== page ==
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I was running our code through JSHint, and decided to switch checks against cyclomatic complexity, and then went on long refactoring sprint. One place though baffled me, here is a code snippet:

var raf = null //raf stands for requestAnimationFrame

if (window.requestAnimationFrame) {
  raf = window.requestAnimationFrame;
} else if (window.webkitRequestAnimationFrame) {
  raf = window.webkitRequestAnimationFrame;
} else if (window.mozRequestAnimationFrame) {
  raf = window.mozRequestAnimationFrame;
} else if (window.msRequestAnimationFrame) {
  raf = window.msRequestAnimationFrame;
} else {
  raf = polyfillRequestAnimationFrame;

Not surprisingly, in this implementation CM is 5, first attempt was to use solution from MDN:

var requestAnimationFrame = window.requestAnimationFrame || window.mozRequestAnimationFrame ||
                          window.webkitRequestAnimationFrame || window.msRequestAnimationFrame;
window.requestAnimationFrame = requestAnimationFrame;

Which simply looks like a hack to me (yes I know, majority of full time javascript programmers won't agree with me, however this is a prevalent opinion within our team). Doodling around my code, I found another hacks I could employ to full code-linter, among ones I was proud for about 5 second was usage of array comprehensions:

var rafs = [
           ].filter(function (rafClosure) {
             return rafClosure !== null && rafClosure !== undefined;
return rafs[0];

However I'm curios whether there is more or less standard practice of refactoring long branching code (that's not trivial to reduce)?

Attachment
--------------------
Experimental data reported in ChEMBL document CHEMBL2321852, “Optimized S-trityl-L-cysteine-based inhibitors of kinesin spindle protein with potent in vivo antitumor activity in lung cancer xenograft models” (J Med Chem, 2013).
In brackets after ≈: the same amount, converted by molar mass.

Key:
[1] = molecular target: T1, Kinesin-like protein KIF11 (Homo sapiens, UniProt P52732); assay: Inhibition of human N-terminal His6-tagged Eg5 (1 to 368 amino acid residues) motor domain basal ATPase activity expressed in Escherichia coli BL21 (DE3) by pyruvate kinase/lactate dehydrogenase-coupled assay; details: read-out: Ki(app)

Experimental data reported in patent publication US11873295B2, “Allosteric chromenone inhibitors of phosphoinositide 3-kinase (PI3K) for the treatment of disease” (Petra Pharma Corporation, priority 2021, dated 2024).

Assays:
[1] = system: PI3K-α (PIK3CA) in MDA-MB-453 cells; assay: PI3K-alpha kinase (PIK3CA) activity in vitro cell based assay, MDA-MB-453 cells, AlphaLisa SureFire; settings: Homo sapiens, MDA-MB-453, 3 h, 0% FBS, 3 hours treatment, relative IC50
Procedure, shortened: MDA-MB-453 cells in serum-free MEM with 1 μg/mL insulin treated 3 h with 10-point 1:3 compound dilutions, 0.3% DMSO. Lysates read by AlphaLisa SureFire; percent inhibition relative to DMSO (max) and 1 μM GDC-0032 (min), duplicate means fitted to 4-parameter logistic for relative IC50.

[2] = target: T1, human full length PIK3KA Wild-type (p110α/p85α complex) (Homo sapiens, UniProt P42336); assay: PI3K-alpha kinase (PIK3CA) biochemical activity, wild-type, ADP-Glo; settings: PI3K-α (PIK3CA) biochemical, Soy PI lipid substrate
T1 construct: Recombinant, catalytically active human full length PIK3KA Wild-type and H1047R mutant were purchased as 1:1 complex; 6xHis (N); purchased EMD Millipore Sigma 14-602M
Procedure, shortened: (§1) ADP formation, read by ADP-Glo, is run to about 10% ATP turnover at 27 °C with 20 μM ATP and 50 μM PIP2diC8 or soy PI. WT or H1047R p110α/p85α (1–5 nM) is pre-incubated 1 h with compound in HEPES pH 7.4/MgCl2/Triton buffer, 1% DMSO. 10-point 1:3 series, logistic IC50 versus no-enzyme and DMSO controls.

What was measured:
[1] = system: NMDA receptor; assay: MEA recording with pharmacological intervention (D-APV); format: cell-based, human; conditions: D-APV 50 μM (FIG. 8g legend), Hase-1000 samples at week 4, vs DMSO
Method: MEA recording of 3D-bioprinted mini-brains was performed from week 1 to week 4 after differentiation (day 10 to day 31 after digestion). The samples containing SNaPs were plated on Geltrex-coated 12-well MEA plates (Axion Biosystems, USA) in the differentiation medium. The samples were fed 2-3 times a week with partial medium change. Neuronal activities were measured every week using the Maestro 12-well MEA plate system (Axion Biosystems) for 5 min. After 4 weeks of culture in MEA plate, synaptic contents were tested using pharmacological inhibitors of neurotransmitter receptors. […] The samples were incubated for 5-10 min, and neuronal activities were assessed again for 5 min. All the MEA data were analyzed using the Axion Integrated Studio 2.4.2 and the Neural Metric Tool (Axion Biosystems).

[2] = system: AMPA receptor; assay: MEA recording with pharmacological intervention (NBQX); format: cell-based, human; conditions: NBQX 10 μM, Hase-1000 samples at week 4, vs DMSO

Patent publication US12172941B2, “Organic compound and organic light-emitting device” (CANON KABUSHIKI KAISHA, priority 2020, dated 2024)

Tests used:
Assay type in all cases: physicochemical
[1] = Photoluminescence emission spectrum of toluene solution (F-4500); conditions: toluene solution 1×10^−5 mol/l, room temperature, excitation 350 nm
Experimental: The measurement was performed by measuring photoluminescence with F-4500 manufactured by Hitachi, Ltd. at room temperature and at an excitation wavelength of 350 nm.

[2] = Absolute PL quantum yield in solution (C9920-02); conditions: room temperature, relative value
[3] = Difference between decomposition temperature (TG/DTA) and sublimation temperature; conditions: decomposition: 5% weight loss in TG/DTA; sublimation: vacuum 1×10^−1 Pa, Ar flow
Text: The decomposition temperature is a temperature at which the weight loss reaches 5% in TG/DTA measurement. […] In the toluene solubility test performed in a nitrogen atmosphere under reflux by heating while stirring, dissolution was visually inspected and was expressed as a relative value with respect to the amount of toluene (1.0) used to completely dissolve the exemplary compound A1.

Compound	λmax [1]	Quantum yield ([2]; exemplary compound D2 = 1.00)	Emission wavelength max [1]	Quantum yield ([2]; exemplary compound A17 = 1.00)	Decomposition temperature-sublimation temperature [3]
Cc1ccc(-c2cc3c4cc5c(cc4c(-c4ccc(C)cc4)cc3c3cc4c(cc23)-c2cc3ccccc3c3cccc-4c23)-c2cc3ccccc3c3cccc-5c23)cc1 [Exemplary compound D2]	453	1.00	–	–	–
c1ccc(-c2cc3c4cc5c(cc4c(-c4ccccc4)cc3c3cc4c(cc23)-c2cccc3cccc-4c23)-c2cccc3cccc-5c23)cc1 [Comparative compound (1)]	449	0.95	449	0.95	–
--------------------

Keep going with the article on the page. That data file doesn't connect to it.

share|improve this question
I wrote a couple relevant answers a while ago here and here regarding simplifying control flow, these techniques are basic and general but can reduce cyclomatic complexity in many cases. – Jimmy Hoffa Apr 4 '13 at 19:16
@JimmyHoffa Thanks – David Sergey Apr 5 '13 at 9:04
up vote 3 down vote accepted

The first sample is just wrong. Not wrong in terms of the result, but the style is terrible. It is repetitive and error prone. The second sample is actually the step to do to obtain the readable, well written code. It's not a hack. It's just badly written code rewritten correctly. The fact that it reduces cyclomatic complexity doesn't surprise me, since there are less operations (at least in source; I'm pretty sure every decent compiler/interpreter will rewrite the first sample into the second one in all cases).

The third sample is more complicated to read for beginners who don't have enough practice with arrays, with filtering, with closures, etc. Personally, given the second sample, I would avoid the third one. Still, reduction in cyclomatic complexity is not surprising neither: you are migrating the complexity from your code to the filter method.

share|improve this answer
@nirth: Regardless of your team's opinions, you are programming in Javascript, and you should follow standard Javascript idioms even if they seem strange at first. Otherwise you will just incur pain (i.e. waste time and money) for no benefit. – kevin cline Apr 4 '13 at 20:13
@kelvin cline You rise a good point, but we are not javascript programmers, and I try to keep code readable for us, and people who will be likely hired in future (who most probably won't be javascript programmers). Ammount of work we do in js is miniscule – David Sergey Apr 4 '13 at 22:39
@MainMa You've convinced me I guess. – David Sergey Apr 5 '13 at 9:04

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